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100
1 vote,
Apr 27, 2015

You are clinging to the definition of a marriage. We live in XXI century. Times have changed and so should the definition of a marriage.

   What people do in the sanctity of their homes is their business.

Yes, you're right, but... Gay couples should have the right to spousal inheritance. Some regulations are needed. Sure, we can change the word. We can call it "civil union" or "registered partnership" or whatever... But wouldn’t it be a discrimination? It's a separate status unequal to marriage.

   "Marriage in the United States is a civil union; but a civil union, as it has come to be called,
   is not marriage"

Evan Wolfson

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100
1 vote,
Apr 27, 2015

While I appreciate your acceptance of those who identify as LGBT, I am concerned with your view of marriage as a tool for "procreation." People simply do not need to be married to procreate--it may be a more ideal setup for some, but it is not a necessity.

Now, what if a man and woman love each other and want to marry, but one of them is infertile and cannot reproduce? Should they not be allowed to marry because they cannot have children? What if they simply don't want children?

Besides, LGBT individuals can and do reproduce--they just don't do it in the "traditional" way.

To me, marriage is a legal bond between two consenting adults who love each other. People get married because they want to have the experience of being a bride or a groom, and they want to have that special bond that only married couples do. Children have nothing to do with it.

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0
User voted Yes.
0 votes,
Oct 16, 2015

I love that too.

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0
main reply
7 votes,
Apr 27, 2015

This country was founded on the very foundation of the bible. God says 1 man, 1 woman. Adam and eve, not adam and steve ! Being gay is a sick siin !

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100
4 votes,
Apr 27, 2015

Sin is something you choose to do. Being gay is not something you can choose, so it is not a sin. I will remind something:

  • Thomas Jefferson once said: "Christianity is the most perverted system that ever shone on man".
  • Ben Franklin said: "Lighthouses are more useful than churches", "The way to see by faith is to shut the eye of reason" and "I looked around for God's judgments, but saw no signs of them".
  • John Adams said: "This would be the best of all possible worlds if there were no religion in it".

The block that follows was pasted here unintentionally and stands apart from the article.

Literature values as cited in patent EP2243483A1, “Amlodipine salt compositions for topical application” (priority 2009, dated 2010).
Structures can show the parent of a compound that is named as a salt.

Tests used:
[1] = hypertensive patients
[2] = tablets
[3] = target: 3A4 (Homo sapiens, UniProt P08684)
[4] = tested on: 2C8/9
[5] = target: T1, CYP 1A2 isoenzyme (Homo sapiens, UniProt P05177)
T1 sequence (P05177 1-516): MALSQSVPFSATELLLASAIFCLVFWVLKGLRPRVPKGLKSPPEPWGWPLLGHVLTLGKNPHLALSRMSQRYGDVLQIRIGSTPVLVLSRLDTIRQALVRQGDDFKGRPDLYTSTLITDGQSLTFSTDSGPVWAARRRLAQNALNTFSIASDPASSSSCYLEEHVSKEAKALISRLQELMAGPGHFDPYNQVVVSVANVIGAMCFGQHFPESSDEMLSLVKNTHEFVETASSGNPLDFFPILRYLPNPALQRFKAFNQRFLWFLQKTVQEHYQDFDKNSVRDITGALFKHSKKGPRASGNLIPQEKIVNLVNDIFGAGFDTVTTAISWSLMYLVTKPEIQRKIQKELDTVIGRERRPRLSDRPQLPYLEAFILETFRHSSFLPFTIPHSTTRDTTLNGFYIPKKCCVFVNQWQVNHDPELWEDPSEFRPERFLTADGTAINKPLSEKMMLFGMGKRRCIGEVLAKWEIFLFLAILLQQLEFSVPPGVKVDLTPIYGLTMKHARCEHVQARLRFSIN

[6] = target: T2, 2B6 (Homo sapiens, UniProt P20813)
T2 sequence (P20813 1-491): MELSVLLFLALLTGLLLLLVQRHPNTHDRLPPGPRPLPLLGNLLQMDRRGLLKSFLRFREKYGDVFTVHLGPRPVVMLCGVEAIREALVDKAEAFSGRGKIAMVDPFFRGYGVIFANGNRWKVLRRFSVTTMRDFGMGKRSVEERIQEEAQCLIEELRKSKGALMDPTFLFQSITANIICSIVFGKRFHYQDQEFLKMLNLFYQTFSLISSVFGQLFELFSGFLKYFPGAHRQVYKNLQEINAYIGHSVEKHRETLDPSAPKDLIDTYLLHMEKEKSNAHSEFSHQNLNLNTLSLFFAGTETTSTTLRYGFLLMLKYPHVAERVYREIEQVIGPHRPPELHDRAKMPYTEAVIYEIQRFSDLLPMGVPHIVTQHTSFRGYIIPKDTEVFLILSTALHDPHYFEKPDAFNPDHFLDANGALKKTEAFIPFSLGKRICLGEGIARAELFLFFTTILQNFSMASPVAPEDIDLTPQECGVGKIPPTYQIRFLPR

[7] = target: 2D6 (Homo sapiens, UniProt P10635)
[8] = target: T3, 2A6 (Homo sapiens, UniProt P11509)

• And last but not least - my favourite - Abraham Lincoln: "The Bible is not my book, nor Christianity my profession".
"This country was founded on the very foundation of the bible" - I think Founding Fathers would disagree with you on this.
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100
User voted Yes.
1 vote,
Sep 29, 2015

No, it really wasn't founded on the Bible. It was founded on a desire to evade taxes without representation (and they did sort of have representation, by the way), a desire for free trade, and a general unpleasantness towards the divide between middle and upper classes.

Recently. I've been reading A People's History of the United States, by historian Howard Zinn. According to Zinn, this country wasn't even based off of that. It was instead based off of a desire for American elites to gain power and control (almost all of our founding fathers were fairly well off), and to redirect the discontent of the lower classes away from themselves (where it originally lay; lower classes actually sided with the British against the American upper class) and towards the British by using flowery Enlightenment language, convincing them to do all the fighting and dying for them.

Even the philosopher who had arguably the largest impact on our country's ideas, John Locke, was a, for lack of a better word, elitist pig. His language about rights and government he meant only to apply to slave-owning upper classmen, and he actively advocated for young children of lower class families to be taken out of school and put to work as soon as possible.

I love our country today, but let's be honest. It's founding was terrible.

Oh, and had nothing to do with the Bible.